Like Linux, Vim has come a long, long way over the years. These days you'll find it installed as the default vi-type editor on most Linux distributions as well as the default vi for Mac OS X. Even where it's not the default, it's available on just about any OS you'd like — Windows, proprietary Unixes, the BSDs, and many others.
In addition to Vim's long list of features, it has one very interesting non-technical aspect – its license. Vim is under a "charityware" license, where Moolenaar asks (but does not demand) that Vim users donate to ICCF Holland, which helps children in Uganda. Here's what Moolenaar says about his choice to create the charityware license for Vim:
"Since Vim is open-source and freely distributable, users don't have to pay to use it. Even so quite a few people who use Vim regularly expressed to me that they wanted to reward me for my work in some way. I didn't really need extra money myself and didn't like the idea of some people giving me money for a program that is free. That's when I thought of the Charityware concept. The basic idea is that everybody who uses Vim is asked to donate to a charity. Thus the use of Vim is free, but if you think it's worth something, give that money to a good cause."
"How did I chose the charity? Well, I have worked for a year as a volunteer with a project in the south of Uganda. This is an area that has been struck hard by AIDS. Estimates are that 10 to 30% of the adults are infected by HIV. Many parents die, leaving their children behind. The project helps these needy children in several ways. We find a new home for the child. We make sure the child can go to school, gets medical attention and care made to measure."
"After I returned from Uganda, my heart was still there. I decided the least I could do was to keep supporting the project by raising money for them. The connection to Vim was a very logical one. Thus now I'm asking Vim users to consider donating for the orphans in Uganda. I have also setup an adoption program. You can financially adopt a child, which means that the child gets long-lasting help, which is best for the child. Since we work only with volunteers and the money is directly sent to the project, almost all the money is really used in Uganda."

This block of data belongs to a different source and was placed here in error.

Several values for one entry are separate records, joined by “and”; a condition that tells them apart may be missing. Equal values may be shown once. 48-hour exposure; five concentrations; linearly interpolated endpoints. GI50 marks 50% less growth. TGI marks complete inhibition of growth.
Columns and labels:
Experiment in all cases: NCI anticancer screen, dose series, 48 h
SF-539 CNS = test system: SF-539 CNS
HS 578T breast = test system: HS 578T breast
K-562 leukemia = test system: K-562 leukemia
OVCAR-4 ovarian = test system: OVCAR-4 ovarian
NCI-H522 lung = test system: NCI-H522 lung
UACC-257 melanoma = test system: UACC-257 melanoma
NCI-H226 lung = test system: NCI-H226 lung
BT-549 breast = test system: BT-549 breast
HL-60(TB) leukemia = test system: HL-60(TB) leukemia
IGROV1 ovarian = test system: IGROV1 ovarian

So, if you're a Vim user, I might suggest that the 20th anniversary of Vim would be a good time to make a donation to Moolenaar's favorite charity in thanks for all the hard work he's put in over the years.
If you're not a Vim user, why not start now? We've put up several pieces on Vim to help you get started:
- Vim 101: A Beginner's Guide to Vim
- Vim 201: An Intermediate Guide to Vim
- Vim 301: Getting Adept at Vim
- Vim 401: Extending Vim and More
Finally, you can also get a good start with Vim by using its built-in tutorial. Just type
vimtutor and it will walk you through the basics quite handily.
It would hardly be fitting to look back at 20 years of Vim without a passing mention of the rivalry between Vim and Emacs. Yes, kids, long ago people weren't having flamewars about Android vs. iOS, or Ubuntu vs. Fedora, or Windows vs. Linux. They were arguing over Emacs vs. vi, and ultimately Emacs vs. Vim — since Vim long ago took up the torch for vi after it stopped evolving.
These days, of course, there's more or less peace between the factions – though if you wish to start a discussion in a group of geeks, editor preference is usually a good conversation starter. How to stop the ensuing conversation is another question entirely.
Whether you're a hard-core Vim user, an occasional user, or have never tried Vim in your life — or even if you're an avowed Emacs user — take a second with me and wish Vim a very happy 20th. It is quite an accomplishment, and deserves to be celebrated. Here's to the next 20!